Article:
A council whistleblower who claims he was effectively demoted for claiming the local authority made “disguised payments” to a failed sports project has lost his case at the Workplace Relations Commission.
The decision, published this week, does not name either the official or the council, nor does it identify the sports project or those involved other than noting that the sports project achieved success “at national level in 2009”.
The case was brought by a man described as a “senior and longstanding official” who represented the council in question on the board of directors of a limited company that operated “a high profile sporting project in the area” between 2007 and 2011.
The majority shareholding in the sports project was held by a property developer, but the whistleblower alleged that the council “had made disguised payments and that there had been accounting irregularities relating to the expenditure of council monies” when the project suffered financial difficulties.
The whistleblower made protected disclosures to both the council’s newly appointed chief executive in May 2014 and to a government minister in March 2015.
The commission’s report states that in the disclosures, the official made allegations in relation to the financial exposure of the council to the sporting venture and “regarding the veracity of statements made by or on behalf of the respondent to members of the Oireachtas, the media and other parties”.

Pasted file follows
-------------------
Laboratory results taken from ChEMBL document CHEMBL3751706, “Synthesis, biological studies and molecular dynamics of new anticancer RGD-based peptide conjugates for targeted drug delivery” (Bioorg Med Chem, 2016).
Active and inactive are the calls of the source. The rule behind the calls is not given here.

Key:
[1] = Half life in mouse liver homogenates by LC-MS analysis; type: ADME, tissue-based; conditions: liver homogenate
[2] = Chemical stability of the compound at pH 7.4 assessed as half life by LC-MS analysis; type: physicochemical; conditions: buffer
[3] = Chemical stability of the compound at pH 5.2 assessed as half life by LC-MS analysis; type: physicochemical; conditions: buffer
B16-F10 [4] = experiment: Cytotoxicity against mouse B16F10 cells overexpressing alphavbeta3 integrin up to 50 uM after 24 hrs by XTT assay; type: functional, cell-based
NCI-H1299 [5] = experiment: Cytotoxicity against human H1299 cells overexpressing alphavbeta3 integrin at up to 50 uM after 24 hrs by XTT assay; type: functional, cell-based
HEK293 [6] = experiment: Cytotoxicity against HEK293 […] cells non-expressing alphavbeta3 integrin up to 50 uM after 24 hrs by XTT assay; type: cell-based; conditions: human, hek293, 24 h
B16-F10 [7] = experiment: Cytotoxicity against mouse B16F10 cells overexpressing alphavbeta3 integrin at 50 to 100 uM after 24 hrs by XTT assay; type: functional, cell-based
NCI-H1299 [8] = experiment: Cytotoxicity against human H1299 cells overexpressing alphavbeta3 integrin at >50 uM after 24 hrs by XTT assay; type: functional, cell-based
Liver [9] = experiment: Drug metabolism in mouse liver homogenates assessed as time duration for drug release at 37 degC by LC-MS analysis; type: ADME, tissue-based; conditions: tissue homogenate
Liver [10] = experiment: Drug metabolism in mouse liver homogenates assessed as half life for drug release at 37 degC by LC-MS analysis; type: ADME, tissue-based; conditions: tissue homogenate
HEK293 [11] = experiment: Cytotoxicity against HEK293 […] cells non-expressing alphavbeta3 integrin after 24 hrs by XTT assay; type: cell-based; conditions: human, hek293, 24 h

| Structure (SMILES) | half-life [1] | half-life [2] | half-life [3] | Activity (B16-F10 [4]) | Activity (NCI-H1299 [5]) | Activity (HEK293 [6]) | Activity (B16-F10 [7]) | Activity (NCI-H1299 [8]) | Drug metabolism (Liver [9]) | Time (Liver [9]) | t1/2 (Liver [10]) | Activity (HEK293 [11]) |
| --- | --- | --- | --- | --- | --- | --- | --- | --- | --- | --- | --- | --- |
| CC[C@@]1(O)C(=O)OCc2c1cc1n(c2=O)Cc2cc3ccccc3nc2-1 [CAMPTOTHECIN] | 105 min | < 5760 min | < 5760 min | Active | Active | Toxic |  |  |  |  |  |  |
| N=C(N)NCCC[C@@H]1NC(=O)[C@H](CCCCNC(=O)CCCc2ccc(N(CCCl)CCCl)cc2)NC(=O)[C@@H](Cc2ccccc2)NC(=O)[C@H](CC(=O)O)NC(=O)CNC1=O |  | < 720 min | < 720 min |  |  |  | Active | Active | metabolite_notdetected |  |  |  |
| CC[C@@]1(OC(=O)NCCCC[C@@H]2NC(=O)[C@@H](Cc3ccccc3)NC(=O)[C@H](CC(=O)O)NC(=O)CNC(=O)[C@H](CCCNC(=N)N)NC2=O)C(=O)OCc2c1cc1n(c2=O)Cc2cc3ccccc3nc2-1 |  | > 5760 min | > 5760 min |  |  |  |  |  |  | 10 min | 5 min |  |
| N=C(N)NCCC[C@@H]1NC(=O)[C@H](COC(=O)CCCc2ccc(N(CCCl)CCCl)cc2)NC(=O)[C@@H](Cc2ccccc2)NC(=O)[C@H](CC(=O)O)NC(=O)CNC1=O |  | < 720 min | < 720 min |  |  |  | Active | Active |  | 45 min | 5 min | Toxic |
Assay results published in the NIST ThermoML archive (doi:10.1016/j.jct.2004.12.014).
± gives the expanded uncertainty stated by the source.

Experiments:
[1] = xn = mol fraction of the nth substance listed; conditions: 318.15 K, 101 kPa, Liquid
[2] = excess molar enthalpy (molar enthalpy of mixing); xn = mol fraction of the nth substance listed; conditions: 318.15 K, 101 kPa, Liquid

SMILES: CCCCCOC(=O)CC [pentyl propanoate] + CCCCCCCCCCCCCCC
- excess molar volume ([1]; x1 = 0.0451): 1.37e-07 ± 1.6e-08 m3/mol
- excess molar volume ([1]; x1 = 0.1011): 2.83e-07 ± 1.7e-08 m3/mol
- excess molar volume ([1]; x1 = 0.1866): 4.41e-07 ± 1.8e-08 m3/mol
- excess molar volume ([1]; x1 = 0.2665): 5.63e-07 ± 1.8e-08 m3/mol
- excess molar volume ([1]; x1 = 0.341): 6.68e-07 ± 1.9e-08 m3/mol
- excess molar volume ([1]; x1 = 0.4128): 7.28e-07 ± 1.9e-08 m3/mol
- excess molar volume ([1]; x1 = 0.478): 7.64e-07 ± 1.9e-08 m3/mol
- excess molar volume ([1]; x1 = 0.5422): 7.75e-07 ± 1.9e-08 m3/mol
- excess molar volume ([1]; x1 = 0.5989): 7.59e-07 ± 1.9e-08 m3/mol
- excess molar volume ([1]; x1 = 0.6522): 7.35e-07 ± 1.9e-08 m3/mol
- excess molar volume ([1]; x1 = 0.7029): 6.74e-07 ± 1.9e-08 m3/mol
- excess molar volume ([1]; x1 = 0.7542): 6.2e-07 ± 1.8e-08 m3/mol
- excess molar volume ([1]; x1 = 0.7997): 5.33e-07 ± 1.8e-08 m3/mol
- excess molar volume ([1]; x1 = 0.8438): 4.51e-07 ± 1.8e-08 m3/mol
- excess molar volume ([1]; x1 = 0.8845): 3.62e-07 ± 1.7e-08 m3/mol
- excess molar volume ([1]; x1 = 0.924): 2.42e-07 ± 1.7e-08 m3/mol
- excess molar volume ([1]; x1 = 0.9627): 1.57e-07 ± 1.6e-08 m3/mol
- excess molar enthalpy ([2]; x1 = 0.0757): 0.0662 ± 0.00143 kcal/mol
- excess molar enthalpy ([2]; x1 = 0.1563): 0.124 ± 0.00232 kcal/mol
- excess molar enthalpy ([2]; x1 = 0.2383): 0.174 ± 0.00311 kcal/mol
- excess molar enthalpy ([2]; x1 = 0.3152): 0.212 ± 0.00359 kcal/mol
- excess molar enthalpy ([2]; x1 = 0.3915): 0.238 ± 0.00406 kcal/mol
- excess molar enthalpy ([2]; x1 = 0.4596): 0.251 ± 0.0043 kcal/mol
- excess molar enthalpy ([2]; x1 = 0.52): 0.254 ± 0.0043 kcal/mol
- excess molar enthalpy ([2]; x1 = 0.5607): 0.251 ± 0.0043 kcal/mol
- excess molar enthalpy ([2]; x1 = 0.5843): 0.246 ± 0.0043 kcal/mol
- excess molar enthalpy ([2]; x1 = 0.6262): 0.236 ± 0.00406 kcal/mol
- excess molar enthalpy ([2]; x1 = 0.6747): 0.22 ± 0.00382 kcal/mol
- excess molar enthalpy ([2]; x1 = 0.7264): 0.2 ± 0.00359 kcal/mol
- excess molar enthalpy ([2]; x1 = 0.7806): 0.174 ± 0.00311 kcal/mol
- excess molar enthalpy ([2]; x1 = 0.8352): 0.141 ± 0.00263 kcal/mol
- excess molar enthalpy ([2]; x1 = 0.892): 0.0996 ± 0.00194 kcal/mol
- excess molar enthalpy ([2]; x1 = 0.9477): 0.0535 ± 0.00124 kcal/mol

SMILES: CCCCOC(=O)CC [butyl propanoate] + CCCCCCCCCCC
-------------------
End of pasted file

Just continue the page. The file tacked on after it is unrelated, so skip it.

In January 2015, the chief executive officer met with the whistleblower to tell him that a probe into his claims concluded there was nothing to investigate, after which the complainant then wrote to the minister.
A year later the whistleblower was transferred to another section. He told the WRC this was effectively a demotion as in his previous role he managed an 82-strong workforce in a section with a budget of €10m to €15m, while his new role saw him in charge of just six staff members.
He claimed the role was “similar to a senior staff officer role he had carried out some 20 years previously”.
The council, however, said there had been no demotion and “no detriment incurred by the complainant”.
It argued that because the current CEO was appointed in March 2014, after the collapse of the sports project, he would not be in the “firing line” for any of the issues raised by the whistleblower, and so would have no motivation to penalise him.
The WRC ruled there was insufficient evidence to conclude that the transfer of the whistleblower was “because of, or in retaliation, to the protected disclosures”.
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